“A seasoned performer, Bobby Horton is a multi-instrumentalist, a composer, producer, and a music historian. For more than 30 years he has performed with the musical-comedy group Three On A String. He has also produced and performed music scores for ten Ken Burns PBS films, including ‘The Civil War’, ‘Baseball’, and ‘Mark Twain’, two films for the A & E Network, plus sixteen films for The National Park Service. His series of recordings of authentic “period” music has been acclaimed by historical organizations and publications throughout America and Europe.”
This is the second in my series of Confederate music. I used original sheet music, 19th century song books, and the oral tradition to gather the material presented here. Like the others, I did the cover and liner notes by hand, played all the instruments, did all the singing, and recorded here in my home production studio (in 1986 on an 8-track analog recorder) – hence the “Homespun” in the title. I cover a variety of musical styles of the 1860’s, and play a wide array of 19th century instruments, or reproductions thereof, including banjo, fiddle, guitar, mandolin, hammer dulcimer, whistle, mandolin, cornets, baritone horns, drums, fife, bones with vocals.
Prior to the audio technology boom of the 20th century, music was often the only outlet for common folks to express their patriotism and pride in their military exploits; to vent their anger with officers, politicians and the enemy; to mourn the loss of comrades and the destruction of property around them; to express the desire to see home and loved ones again. To sing their songs helps us more clearly understand these people and makes them even more endearing.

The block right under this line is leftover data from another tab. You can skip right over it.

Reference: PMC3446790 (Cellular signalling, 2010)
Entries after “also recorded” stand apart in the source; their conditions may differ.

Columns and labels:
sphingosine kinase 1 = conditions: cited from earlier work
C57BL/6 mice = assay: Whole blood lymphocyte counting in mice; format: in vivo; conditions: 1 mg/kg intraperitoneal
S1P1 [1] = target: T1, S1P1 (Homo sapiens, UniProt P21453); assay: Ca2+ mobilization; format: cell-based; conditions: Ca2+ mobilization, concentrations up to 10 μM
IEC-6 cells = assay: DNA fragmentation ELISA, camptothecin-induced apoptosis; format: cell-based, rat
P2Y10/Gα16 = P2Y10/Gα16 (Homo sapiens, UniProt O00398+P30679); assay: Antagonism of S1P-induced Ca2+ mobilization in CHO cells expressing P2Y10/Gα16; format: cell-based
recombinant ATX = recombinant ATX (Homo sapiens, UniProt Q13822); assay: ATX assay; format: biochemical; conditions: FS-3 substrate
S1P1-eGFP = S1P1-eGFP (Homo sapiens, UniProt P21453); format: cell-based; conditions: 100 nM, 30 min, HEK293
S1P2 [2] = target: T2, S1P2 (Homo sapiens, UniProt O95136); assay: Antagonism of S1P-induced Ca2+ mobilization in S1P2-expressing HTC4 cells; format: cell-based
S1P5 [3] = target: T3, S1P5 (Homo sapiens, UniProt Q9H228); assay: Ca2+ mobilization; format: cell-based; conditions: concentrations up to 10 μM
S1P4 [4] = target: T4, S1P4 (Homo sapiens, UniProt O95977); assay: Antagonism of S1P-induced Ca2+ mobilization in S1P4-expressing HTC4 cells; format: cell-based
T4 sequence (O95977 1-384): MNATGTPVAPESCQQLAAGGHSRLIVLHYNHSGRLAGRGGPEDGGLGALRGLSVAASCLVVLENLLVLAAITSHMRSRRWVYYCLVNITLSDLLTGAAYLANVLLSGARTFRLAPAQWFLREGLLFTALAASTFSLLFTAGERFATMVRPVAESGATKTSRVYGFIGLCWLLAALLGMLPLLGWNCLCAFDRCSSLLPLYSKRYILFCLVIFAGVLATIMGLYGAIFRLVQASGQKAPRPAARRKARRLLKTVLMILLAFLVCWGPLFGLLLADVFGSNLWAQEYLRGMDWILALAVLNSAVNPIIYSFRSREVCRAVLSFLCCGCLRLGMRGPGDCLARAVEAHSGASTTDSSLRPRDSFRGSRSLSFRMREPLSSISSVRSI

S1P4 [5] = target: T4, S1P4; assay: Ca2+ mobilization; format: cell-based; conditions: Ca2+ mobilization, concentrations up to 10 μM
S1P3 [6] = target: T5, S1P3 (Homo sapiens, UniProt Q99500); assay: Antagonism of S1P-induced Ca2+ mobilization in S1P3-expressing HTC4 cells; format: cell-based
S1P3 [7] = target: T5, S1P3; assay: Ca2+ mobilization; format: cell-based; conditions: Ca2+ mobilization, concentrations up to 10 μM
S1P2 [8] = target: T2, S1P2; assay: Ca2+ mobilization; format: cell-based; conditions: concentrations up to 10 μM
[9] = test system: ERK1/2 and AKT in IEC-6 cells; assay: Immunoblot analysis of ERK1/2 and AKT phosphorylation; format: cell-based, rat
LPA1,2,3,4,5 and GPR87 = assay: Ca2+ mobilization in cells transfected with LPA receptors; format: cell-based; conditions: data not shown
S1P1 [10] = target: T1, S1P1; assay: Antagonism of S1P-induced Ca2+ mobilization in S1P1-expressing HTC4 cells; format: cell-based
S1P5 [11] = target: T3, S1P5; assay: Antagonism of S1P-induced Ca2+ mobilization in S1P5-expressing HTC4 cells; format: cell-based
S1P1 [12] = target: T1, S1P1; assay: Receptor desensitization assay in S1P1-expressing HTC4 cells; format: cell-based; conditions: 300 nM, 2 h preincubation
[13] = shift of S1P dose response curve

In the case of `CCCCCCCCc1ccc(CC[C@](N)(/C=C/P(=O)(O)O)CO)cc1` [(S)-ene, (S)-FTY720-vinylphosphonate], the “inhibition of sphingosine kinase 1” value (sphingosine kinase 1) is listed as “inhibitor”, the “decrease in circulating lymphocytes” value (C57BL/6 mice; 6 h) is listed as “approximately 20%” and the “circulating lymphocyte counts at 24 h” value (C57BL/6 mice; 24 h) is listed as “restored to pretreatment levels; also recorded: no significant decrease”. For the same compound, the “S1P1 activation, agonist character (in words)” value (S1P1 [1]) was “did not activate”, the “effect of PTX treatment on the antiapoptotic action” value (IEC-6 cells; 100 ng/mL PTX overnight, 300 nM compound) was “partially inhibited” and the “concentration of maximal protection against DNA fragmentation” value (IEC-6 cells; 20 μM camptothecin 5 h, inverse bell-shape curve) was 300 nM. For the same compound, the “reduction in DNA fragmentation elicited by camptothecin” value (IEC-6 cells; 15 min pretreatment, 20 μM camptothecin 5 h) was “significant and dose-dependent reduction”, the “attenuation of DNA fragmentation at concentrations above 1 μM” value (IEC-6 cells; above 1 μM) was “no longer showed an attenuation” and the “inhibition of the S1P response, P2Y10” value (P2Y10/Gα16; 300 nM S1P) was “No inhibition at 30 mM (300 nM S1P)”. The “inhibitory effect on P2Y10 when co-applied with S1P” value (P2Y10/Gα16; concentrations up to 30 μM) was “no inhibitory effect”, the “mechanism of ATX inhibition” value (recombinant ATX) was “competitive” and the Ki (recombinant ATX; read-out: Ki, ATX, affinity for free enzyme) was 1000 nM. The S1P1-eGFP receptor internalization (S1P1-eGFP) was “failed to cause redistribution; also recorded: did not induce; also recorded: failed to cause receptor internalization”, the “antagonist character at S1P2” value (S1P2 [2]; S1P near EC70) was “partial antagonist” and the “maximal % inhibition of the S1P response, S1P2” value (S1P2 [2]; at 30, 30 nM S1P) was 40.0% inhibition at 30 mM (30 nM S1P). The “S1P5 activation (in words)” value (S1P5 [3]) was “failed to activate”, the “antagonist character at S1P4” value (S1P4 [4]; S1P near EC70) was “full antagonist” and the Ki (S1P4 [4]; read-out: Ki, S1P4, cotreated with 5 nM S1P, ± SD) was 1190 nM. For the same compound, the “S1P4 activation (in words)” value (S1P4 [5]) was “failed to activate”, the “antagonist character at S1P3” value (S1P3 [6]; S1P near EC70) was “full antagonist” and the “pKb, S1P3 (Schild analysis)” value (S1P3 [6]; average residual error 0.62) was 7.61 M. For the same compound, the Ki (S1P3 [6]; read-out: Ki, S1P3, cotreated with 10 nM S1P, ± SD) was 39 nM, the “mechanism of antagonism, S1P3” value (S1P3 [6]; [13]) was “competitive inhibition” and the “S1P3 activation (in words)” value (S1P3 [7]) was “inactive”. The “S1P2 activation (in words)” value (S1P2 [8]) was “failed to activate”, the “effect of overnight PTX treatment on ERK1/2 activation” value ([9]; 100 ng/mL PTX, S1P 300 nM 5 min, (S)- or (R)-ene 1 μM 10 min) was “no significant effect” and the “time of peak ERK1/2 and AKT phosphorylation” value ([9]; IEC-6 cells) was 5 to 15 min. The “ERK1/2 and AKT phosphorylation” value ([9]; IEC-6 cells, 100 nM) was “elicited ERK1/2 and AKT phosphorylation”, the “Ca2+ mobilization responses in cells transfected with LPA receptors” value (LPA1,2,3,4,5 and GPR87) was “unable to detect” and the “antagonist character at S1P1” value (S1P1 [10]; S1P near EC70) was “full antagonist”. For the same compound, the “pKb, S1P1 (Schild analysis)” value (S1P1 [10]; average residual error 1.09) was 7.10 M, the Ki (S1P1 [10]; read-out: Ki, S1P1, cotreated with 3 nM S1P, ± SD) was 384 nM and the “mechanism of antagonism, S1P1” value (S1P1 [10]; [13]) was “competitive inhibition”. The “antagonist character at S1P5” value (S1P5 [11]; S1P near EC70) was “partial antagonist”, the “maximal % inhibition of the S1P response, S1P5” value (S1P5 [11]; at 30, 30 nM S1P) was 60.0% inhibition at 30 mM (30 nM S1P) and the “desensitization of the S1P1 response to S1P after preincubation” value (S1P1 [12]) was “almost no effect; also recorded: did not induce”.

The recording features two patriotic Southern tunes: “Wait For The Wagon” and “The Virginia Marseillaise”, written by Rouget De L’isle. Confederate victories on the battlefield are celebrated in “For Bales” (Kirby Smith and Richard Taylor’s defeat of Nathaniel P. Banks’ Union Army in the Red River Campaign), and “Cumberland Gap” (the 1862 victory by Kirby Smith over George Morgan in Tennessee). Confederate heroes are honored in “Sonewall’s Requiem” (M. Deeves’ song of mourning on the death of General Stonewall Jackson), and Eugene Raymond honors the famous General from Kentucky in “The John Hunt Morgan Song”. The young Southern boy leaving home for the army is chronicled in two John Hill Hewitt tunes: “You Are Going To The Wars Willie Boy”, and “The Young Volunteer”. “Jine the Cavalry”, written by General J. E. B. Stuart and his staff, was used as a recruiting tool. Several songs loved by the common soldier are included: “The Upidee Song” deals with soldier complaints about the bugler; “The Plains of Manassas” chronicles the lickin’ of the Yankees in the first major battle of the war; and Abraham Lincoln is belittled in “Old Abe Lies Sick”. Two instrumentals are included, “Rock of Ages” / “On Jordan’s Stormy Banks”, and “Dixie”. “The Kennesaw Line”, a modern song written by Don Oja-Dunaway, is based on the writing of Sam Watkins, Co. H, 1st Tennessee Infantry, in his marvelous book, Co. Aytch.